BALTIMORE — Baltimore's mayor is taking an indefinite leave of absence as a political scandal about "self-dealing" book sales intensifies.
In a Monday statement, Mayor Catherine Pugh's office says she has been "advised by her physicians that she needs to take time to recover and focus on her health." It says she feels as though she is unable to fulfill her obligations as mayor due to deteriorating health.
Her announcement comes shortly after Maryland's governor called on the state prosecutor to investigate allegations against Pugh, and Maryland's comptroller called on her to resign.
The Baltimore City Council president will take over Pugh's day-to-day responsibilities.
In a letter to the state prosecutor released Monday, Gov. Larry Hogan says allegations facing Baltimore Mayor Catherine Pugh are "deeply disturbing."
Hogan says he's particularly concerned about a $500,000 sale to a university-based health care system "because it has significant continuing ties with the State and receives very substantial public funding."
The Republican governor's request came shortly after Maryland's comptroller called on Pugh to resign.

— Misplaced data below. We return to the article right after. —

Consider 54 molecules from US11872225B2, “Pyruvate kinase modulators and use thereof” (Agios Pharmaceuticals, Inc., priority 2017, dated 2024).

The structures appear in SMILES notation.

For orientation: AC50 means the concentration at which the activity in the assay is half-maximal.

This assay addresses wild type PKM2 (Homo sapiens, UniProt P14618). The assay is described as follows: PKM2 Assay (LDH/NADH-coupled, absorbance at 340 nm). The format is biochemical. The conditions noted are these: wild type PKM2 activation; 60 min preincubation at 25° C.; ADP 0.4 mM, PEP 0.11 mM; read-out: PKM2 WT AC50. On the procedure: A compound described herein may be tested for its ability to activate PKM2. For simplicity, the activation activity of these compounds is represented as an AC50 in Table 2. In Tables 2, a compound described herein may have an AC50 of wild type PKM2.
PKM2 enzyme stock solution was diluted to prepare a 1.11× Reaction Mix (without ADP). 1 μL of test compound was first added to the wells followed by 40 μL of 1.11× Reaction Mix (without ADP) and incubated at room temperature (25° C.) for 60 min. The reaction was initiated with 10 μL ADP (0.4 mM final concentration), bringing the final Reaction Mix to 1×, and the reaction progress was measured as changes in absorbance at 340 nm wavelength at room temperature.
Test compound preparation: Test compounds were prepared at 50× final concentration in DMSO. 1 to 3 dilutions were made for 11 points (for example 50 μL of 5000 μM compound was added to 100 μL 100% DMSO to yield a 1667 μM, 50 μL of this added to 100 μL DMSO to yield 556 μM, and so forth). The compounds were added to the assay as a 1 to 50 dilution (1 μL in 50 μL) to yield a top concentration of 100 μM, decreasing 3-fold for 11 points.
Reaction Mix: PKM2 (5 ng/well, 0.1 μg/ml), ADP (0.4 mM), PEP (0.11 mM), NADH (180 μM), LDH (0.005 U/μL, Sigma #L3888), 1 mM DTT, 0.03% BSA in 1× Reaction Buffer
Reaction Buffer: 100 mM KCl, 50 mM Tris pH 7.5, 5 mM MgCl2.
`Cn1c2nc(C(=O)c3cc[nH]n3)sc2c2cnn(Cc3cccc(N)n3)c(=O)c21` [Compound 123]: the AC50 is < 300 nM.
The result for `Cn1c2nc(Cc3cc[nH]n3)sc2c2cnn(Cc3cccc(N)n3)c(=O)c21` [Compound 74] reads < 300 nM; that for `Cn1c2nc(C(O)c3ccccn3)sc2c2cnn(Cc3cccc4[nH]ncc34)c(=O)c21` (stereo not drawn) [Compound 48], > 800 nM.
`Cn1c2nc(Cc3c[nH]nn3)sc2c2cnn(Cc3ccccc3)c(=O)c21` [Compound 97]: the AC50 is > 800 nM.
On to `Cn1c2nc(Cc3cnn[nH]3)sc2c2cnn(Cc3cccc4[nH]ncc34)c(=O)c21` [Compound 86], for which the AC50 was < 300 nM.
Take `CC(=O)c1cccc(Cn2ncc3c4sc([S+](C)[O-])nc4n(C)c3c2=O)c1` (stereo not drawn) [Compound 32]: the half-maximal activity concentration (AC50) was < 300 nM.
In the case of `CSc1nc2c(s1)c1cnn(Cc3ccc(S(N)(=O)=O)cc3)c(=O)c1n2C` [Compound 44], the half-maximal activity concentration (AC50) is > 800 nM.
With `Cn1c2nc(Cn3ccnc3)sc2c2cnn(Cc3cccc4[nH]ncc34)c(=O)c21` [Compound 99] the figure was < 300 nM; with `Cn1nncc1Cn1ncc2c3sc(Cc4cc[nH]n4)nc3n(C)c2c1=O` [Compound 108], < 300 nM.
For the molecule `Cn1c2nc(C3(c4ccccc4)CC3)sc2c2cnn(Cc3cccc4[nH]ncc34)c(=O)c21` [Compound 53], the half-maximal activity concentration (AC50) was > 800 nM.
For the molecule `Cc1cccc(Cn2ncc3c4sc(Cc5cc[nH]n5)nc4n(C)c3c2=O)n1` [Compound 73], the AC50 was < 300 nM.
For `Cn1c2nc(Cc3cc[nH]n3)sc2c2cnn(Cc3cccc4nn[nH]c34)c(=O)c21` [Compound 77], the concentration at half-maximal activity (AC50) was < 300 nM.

Also Monday, Kaiser Permanente disclosed that it paid $114,000, between 2015 and 2018, for roughly 20,000 copies of Pugh's self-published "Healthy Holly" illustrated paperbacks for children.
Maryland's chief accountant called for the mayor to step down, describing the latest revelations about lucrative deals to sell her self-published children's books as "brazen, cartoonish corruption."
In a Monday tweet, Maryland Comptroller Peter Franchot wrote: "The Mayor has to resign — now."
His comments came on the same day that Kaiser Permanente disclosed that it paid Mayor Catherine Pugh's limited liability company about $114,000 for roughly 20,000 copies of her "Healthy Holly" children's books.
Those purchases came during a period when the health provider sought a city contract.
Pugh became mayor in 2016. The next year, Baltimore's spending board, which is controlled by the mayor, awarded a $48 million contract to the Kaiser Foundation Health Plan of the Mid-Atlantic.
Calls to Pugh's attorney were not immediately returned Monday.